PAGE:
On page 109 of the budget plan, it states:

As part of the DOE’s Grid Modernization Initiative (GMI) efforts, the SI subprogram will focus on the tools and technologies to measure, analyze, protect, and control the integration of variable solar energy sources with variable energy uses as they interact on the electrical grid. GMI coordinates efforts across the Department to develop the concepts, tools, and technologies needed to measure, analyze, predict, protect, and control the grid of the future. Projects are executed by or in close coordination with Grid Modernization Lab Consortium (GMLC), a collection of National Laboratories that bring together the leading experts, technologies, and resources to modernize the nation’s grid. By requiring close collaboration on projects between the GMLC, industry, academia, and other important stakeholders, the GMI accelerates technology development, promotes innovation, and encourages broader investment in the grid.

Funding in FY 2020 will support early-stage R&D activities at the National Laboratories through the GMLC, in partnership with academia and industry, in foundational analysis and evaluation of solar integration challenges, solar impact to power system planning and operation, power electronics and intelligent control, sensing and communication integrity, data analytics, and cybersecurity. National Laboratory research also supports industry’s development of test and evaluation standards by providing objective data and modeling that can be trusted by all involved parties.

A competitive funding opportunity is planned to fund projects to improve cybersecurity, and to improve grid reliability, flexibility, and resilience through the integration of solar energy technology with energy storage and other distributed energy resources as a part of the Advanced Energy Storage Initiative, which coordinates energy storage activities to advance technologies that create more flexible generation and more flexible load. The solicitation will focus on early-stage research and development of system models and hardware and software prototypes. As there are nearly two million solar energy systems interfacing with the distribution grid, research will include methods for securing and hardening solar generation devices to address vulnerability to cybersecurity attacks and enhance resilience after disruptive events, in coordination with the Office of Cybersecurity, Energy Security and Emergency Response. This early-stage research is beyond the scope of utilities and regulatory agencies and provides a critical knowledge base for industry in addressing grid integration challenges.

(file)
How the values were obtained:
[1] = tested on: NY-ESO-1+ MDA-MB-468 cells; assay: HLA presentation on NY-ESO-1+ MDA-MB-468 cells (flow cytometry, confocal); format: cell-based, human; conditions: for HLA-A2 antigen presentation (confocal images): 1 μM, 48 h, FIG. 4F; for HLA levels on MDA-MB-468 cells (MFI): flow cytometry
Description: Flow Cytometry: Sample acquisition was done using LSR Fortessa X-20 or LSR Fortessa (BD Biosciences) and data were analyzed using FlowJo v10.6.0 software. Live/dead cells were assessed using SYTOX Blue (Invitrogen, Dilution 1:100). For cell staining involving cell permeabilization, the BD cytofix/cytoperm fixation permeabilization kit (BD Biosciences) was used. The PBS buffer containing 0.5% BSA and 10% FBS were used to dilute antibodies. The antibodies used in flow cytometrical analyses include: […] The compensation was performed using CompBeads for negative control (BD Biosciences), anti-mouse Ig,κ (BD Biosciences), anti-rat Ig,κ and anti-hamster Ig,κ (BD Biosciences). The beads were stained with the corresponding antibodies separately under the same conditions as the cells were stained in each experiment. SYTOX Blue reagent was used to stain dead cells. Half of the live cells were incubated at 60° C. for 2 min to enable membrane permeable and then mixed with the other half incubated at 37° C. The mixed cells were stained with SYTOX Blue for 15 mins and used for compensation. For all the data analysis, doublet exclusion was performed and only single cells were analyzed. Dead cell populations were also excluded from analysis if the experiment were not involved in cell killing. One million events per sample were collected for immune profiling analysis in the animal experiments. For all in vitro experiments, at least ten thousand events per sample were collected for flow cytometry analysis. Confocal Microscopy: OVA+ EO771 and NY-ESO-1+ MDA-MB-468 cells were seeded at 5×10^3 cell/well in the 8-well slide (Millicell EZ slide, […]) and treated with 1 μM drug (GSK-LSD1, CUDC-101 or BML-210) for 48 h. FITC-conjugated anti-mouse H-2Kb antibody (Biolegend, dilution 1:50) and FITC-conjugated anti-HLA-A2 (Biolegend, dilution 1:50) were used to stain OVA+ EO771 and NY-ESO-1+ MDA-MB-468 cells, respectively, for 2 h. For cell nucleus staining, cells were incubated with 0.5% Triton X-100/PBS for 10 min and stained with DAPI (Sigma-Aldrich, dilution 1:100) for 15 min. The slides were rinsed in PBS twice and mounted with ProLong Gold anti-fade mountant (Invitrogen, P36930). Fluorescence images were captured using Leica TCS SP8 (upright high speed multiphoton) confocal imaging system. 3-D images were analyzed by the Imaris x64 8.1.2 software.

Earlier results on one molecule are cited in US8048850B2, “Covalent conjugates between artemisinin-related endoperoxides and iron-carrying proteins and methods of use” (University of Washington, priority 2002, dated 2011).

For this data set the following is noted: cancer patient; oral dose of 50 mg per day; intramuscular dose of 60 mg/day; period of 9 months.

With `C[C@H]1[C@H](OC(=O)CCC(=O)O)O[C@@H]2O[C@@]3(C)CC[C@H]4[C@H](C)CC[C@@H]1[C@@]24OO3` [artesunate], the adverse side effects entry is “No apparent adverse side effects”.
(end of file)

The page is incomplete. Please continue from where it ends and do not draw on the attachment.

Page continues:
Of particular interest is the mention of the Office of Cybersecurity, Energy Security and Emergency Response (CESER) as the DoE group responsible for the security aspects of this initiative.

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